If he reflects on Me in secret, I reply in secret,
And if he acknowledges Me in an assembly,
I acknowledge him in a far superior assembly."

- Prophet Muhammad (SAW), as reptd by Abu Huraira
Halima
Sis
Hero Member
*

Reputation Power: 39
Halima is working their way up :)Halima is working their way up :)Halima is working their way up :)
Gender: Female
Posts: 1714



« Reply #2 on: Dec 04, 2008 09:33 AM »

U.S. must halt spread of nuclear, bio weapons: Biden

By Randall Mikkelsen Randall Mikkelsen – Wed Dec 3, 8:06 pm ET

WASHINGTON (Reuters) – The United States has done too little to fight the spread of weapons of mass destruction, U.S. Vice President-elect Joe Biden said on Wednesday, as he got a congressional report warning of their pressing threat.

Biden's appearance reflected what was likely to be a continuing interest in weapons issues in the administration of President-elect Barack Obama, an aide said.

"We're not doing all we can to prevent the world's most lethal weapons from winding up in the hands of terrorists," Biden told reporters at Obama's Washington transition headquarters.

As he met with members of the Commission on the Prevention of Weapons of Mass Destruction Proliferation and Terrorism, Biden said he looked forward to talking to Obama "about the steps our administration should be taking to make this country more secure."

Biden was accompanied by Arizona Gov. Janet Napolitano, Obama's pick to be Secretary of Homeland Security when he takes over as president from George W. Bush on January 20.

Biden, a veteran Delaware senator known for congressional connections and foreign policy experience, has kept a low profile as Obama's number two since the November 4 election and given little indication of his potential focus in the job.

He did not respond to a reporter who asked whether he had made any decisions about his new role.

Biden's spokesman Elizabeth Alexander said weapons of mass destruction issues "have been an area of great concern to the vice president-elect throughout his career and he will continue to be active and involved on them in the administration."

WARNING OF ATTACK BY 2013

The report, details of which leaked out before its release on Wednesday, was mandated by Congress last year in line with recommendations by an earlier commission on the September 11 attacks by al Qaeda militants in 2001.

It warned that "unless the world community acts decisively and with great urgency, it is more likely than not that a weapon of mass destruction will be used in a terrorist attack somewhere in the world by the end of 2013."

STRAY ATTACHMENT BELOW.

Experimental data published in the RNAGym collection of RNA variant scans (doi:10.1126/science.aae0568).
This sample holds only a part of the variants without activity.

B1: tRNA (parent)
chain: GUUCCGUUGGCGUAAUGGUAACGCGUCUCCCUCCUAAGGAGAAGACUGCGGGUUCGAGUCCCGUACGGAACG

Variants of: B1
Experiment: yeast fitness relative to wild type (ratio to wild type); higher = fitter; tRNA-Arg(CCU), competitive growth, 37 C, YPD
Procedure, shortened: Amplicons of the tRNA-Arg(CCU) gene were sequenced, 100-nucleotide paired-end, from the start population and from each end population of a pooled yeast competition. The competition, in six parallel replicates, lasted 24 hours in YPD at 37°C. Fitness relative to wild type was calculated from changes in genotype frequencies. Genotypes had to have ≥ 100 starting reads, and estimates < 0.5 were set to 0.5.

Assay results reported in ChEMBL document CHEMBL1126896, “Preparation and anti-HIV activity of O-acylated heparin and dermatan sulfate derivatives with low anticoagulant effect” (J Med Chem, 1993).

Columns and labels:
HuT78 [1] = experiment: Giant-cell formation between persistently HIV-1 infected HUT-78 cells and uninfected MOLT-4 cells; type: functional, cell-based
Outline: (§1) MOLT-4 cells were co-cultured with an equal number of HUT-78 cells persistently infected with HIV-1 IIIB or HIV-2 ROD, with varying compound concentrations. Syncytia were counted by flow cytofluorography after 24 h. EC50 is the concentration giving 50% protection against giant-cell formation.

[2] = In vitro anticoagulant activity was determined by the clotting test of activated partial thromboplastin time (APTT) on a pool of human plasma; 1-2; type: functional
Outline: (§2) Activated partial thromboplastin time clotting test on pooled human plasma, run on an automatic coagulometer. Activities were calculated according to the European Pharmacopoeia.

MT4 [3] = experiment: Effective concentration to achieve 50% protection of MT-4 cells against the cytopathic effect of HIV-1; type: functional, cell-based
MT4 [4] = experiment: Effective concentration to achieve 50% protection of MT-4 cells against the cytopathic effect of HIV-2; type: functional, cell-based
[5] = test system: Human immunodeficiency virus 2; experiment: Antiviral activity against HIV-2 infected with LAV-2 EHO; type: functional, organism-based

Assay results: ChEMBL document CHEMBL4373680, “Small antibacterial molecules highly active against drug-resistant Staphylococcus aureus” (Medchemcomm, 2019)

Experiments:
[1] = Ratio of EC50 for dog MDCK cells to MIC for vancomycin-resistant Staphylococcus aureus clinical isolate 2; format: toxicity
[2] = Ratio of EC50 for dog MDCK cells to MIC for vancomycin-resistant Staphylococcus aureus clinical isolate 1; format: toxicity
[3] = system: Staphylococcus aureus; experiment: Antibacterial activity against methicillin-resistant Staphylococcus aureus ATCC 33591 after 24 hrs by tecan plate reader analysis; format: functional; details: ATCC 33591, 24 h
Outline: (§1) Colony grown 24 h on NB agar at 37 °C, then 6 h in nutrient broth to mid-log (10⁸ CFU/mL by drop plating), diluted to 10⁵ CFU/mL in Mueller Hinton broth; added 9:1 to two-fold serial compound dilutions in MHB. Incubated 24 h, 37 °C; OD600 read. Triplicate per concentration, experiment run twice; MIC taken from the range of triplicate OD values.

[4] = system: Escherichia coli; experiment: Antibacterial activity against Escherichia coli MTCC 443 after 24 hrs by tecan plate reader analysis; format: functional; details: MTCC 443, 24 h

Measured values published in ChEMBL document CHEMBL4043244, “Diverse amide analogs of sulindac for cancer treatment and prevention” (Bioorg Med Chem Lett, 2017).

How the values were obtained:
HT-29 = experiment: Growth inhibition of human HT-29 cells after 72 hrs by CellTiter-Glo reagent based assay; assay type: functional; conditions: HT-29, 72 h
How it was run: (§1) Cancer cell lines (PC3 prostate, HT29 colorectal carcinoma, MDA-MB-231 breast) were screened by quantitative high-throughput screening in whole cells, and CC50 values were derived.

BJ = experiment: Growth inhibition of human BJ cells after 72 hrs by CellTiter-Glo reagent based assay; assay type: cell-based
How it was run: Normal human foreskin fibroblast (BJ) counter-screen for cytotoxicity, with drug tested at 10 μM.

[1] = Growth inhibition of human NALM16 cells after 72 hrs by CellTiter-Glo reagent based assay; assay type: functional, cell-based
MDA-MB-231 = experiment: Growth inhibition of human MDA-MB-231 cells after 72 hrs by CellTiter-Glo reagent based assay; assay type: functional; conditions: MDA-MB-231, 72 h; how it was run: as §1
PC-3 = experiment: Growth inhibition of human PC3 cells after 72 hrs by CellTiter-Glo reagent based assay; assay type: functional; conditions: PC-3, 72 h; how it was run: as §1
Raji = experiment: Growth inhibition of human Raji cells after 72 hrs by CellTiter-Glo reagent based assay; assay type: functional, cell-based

The attack was more likely to be biological than nuclear, it said. A source involved with the report said the attack could be as small as a single anthrax-tainted letter.

The report recommended steps that included tightening supervision of U.S. biological laboratories, strengthening international nuclear nonproliferation agreements and discouraging financial incentives for civilian nuclear power.

It also called for a threat of "direct action" to back up diplomacy aimed at stopping Iran and North Korea from developing a nuclear arsenal.

"The report clearly shows that the United States must act urgently, deliberately and in concert with nations across the globe," Napolitano said. "I know that it's the priority of the Obama-Biden administration."

But the report drew skepticism from at least one potential member of the Obama administration.

"It's time to retire the fear card," said Democrat Jane Harman, head of a Homeland Security subcommittee on intelligence and terrorism risk in the House of Representatives.

Harman, seen as a potential pick by Obama for a top intelligence post, said Congress had already taken significant steps.

Commission member Henry Sokolski, a former senior Defense Department nonproliferation official, wrote in an "additional views" paper on the commission's website that he feared the report gave too little attention to preventing more countries from acquiring nuclear weapons, which he called the most significant near-term danger.

(Editing by John O'Callaghan)

http://news.yahoo.com/s/nm/20081204/pl_nm/us_usa_security_obama_biden_1;_ylt=AjW_1T7q2ltEFZdkL5hQWCutOrgF


[attachment deleted by admin]

The Almighty Allah says,

"When a servant thinks of Me, I am near.
When he invokes Me, I am with him.
If he reflects on Me in secret, I reply in secret,
And if he acknowledges Me in an assembly,
I acknowledge him in a far superior assembly."

- Prophet Muhammad (SAW), as reptd by Abu Huraira
Pages: [1]   Go Up
  Print  
 
Jump to: